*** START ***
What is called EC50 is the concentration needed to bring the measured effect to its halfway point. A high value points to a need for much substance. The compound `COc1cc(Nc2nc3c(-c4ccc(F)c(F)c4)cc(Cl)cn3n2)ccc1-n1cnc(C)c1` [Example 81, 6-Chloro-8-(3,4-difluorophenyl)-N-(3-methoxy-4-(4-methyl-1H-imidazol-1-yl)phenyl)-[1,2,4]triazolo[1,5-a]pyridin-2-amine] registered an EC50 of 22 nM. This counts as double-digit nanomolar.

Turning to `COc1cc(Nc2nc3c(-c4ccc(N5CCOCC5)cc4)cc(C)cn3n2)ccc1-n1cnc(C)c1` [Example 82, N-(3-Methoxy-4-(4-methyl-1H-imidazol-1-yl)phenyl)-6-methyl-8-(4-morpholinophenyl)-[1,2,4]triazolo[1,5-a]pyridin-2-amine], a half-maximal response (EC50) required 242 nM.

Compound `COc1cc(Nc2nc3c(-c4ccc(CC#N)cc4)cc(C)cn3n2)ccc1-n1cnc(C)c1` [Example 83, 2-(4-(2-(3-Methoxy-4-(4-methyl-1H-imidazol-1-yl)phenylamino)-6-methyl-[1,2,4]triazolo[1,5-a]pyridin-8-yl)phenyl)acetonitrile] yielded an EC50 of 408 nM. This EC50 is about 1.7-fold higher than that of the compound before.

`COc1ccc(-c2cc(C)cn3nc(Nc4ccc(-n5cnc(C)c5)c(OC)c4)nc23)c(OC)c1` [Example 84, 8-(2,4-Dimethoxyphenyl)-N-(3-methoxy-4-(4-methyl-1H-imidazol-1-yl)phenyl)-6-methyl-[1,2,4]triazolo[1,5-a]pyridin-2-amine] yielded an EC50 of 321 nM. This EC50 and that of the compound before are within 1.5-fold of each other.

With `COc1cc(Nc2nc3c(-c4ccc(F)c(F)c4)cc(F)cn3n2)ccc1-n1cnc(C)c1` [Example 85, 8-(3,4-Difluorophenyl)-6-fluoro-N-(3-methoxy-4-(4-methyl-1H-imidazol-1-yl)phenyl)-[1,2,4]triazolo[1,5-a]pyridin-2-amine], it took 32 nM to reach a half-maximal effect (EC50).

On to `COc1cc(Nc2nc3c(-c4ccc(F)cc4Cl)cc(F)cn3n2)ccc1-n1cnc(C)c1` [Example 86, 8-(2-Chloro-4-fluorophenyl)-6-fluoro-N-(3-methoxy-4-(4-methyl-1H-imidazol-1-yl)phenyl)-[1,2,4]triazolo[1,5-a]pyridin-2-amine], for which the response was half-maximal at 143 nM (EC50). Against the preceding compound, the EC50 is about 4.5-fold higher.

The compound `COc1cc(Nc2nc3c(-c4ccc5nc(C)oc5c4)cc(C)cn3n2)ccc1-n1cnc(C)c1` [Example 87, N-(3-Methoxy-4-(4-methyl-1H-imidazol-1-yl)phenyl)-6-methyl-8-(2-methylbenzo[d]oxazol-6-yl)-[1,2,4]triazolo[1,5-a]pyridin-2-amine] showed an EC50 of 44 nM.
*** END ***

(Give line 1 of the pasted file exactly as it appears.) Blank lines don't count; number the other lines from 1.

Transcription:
What is called EC50 is the concentration needed to bring the measured effect to its halfway point. A high value points to a need for much substance. The compound `COc1cc(Nc2nc3c(-c4ccc(F)c(F)c4)cc(Cl)cn3n2)ccc1-n1cnc(C)c1` [Example 81, 6-Chloro-8-(3,4-difluorophenyl)-N-(3-methoxy-4-(4-methyl-1H-imidazol-1-yl)phenyl)-[1,2,4]triazolo[1,5-a]pyridin-2-amine] registered an EC50 of 22 nM. This counts as double-digit nanomolar.